Golf course threat to rare coastal habitat
Buglife, Butterfly Conservation Scotland, Marine Conservation Society, Plantlife, RSPB Scotland and the Scottish Wildlife Trust have formed an alliance and submitted a damning objection to proposals to build a golf course on one of the last undeveloped coastal duneland habitats left in Scotland.
Coul Links on the Sutherland coast is home to a great range of wildlife, with migrant geese, waders and ducks currently arriving to use the seasonal winter lochs that begin to form at this time of year. Plants found at Coul Links include Coralroot Orchid, Purple Milk Vetch and a rare colony of coastal juniper trees. It is also home to the Fonseca’s Seed Fly, which is only found at a few sites in east Sutherland and nowhere else in the world.
A typical sand dune lochan at Coul Links. These seasonal pools support large numbers of migrant and wintering wildfowl. Photo: Mike Pennington/commons.wikimedia.org.
The area’s importance for nature is reflected by national and international protection designations. Despite this, Coul Links has come under threat from plans for a luxury golf course, spearheaded by American multi-millionaires Mike Keiser and Todd Warnock.
The conservation organisations have warned against repeating the mistakes made in approving the Trump International Golf Links in Aberdeenshire almost 10 years ago. This development destroyed nationally protected dune habitats and seriously damaged Scotland’s international reputation for environmental stewardship. The golf course at Menie was given the go-ahead despite huge opposition from the public and conservation organisations.
The proposals for Coul Links have the potential to be even more damaging as they would destroy a significant part of a globally important wildlife site that is internationally protected. This protection is partly based on the unique landform of the site, which has developed over thousands of years and would be effectively irreplaceable once destroyed.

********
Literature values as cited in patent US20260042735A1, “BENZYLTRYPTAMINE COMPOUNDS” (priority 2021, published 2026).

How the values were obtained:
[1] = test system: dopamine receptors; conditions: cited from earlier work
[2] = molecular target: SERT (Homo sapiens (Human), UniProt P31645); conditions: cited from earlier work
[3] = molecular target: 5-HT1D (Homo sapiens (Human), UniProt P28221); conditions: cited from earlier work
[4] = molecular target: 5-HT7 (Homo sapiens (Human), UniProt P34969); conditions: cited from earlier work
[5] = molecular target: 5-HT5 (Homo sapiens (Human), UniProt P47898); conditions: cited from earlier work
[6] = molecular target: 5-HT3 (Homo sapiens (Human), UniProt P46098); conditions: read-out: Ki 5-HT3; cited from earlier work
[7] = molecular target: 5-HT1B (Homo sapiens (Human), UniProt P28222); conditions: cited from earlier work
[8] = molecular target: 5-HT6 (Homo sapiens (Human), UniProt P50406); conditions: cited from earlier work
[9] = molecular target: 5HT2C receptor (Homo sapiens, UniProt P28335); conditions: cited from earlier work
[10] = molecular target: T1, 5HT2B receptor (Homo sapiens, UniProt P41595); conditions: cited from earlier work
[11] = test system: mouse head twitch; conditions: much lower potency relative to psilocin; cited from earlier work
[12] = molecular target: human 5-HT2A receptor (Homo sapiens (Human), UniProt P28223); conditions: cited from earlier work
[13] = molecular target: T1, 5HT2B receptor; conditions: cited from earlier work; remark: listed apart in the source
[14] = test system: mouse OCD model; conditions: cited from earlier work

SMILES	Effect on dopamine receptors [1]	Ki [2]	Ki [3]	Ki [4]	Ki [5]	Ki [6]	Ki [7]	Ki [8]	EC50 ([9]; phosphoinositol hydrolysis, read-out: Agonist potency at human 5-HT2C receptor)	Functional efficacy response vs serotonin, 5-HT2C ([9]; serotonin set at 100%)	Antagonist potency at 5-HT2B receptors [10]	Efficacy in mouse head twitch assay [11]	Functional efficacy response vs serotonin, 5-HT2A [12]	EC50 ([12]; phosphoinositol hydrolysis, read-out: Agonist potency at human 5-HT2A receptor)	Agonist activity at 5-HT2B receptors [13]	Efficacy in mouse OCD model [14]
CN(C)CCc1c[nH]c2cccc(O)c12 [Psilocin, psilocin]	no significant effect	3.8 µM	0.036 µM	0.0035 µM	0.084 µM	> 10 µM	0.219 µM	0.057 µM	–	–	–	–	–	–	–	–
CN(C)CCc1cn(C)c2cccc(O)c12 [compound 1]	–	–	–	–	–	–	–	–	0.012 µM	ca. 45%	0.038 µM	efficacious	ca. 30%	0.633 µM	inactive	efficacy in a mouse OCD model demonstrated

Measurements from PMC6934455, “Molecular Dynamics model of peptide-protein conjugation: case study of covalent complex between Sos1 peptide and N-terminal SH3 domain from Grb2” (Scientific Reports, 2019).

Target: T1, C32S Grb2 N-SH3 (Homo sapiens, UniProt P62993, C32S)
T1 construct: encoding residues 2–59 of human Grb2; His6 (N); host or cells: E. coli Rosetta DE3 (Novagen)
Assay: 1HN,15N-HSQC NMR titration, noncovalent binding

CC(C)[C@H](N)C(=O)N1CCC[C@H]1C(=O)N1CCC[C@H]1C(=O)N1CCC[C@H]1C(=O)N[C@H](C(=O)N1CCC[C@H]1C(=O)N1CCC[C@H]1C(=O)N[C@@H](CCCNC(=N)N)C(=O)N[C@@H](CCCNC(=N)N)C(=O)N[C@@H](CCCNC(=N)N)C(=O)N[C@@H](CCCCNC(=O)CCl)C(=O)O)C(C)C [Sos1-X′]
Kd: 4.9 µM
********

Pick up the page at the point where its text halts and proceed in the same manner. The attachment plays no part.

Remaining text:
While the direct loss of habitat would be devastating, it would also create a damaging ripple effect across the wider protected site, disrupting the natural dune system processes. Interlinked habitats would be broken up, old juniper trees uprooted, and water could be polluted from intensive pesticide and fertiliser use by the golf course. An increase in people at the site would disturb remaining wildlife, such as Eurasian Curlew and Northern Lapwing, as well as the remaining fragile dune habitat.
A golf course at Coul Links would cause disturbance to Red-listed birds, such as Northern Lapwing. Photo: Paul Harris.
In their submission to Highland Council, the group also raised concerns about serious flaws in the environmental assessment commissioned by the developers. The predicted impact of the development could have been seriously underestimated and, in practice, be even more devastating than the proposals suggest.
With less than a month to go until comments on the application close on 1 December, the alliance is appealing to the public to support its objections by submitting their own responses, and for residents in the Highland Council area to contact their local councillors to raise their concerns.
“Almost a decade since Donald Trump’s controversial Aberdeenshire golf course was approved, destroying part of a nationally important wildlife site and severely denting Scotland’s environmental reputation, it’s incredible that an even more damaging proposal could come forward,” commented Aedán Smith, Head of Planning and Development at RSPB Scotland.
“There are international obligations to ensure the protection of Coul Links due to its global importance for wildlife. The eyes of the world will once again be on Scotland, and on the Highland Council when they make their planning decision, to see whether we now place more value on our special places.”
Craig Macadam, Director of Buglife Scotland, added: “The dune systems at Coul Links have developed over thousands of years into an internationally important site for wildlife. As a nation we have a duty to protect these dunes for future generations in the local community, Scotland and further afield. Highland Council must do everything in their power to protect this important natural heritage asset from these damaging development plans.”
Comments can be submitted via the Highland Council website here, or by emailing firstname.lastname@example.org and quoting application reference 17/04601/FUL in the subject line. Further details of how to support the campaign to save Coul Links can be found on RSPB Scotland’s website here.
The increasingly rare Coralroot Orchid is one of the many declining species threatened by the proposed golf course. Photo: Josh Jones.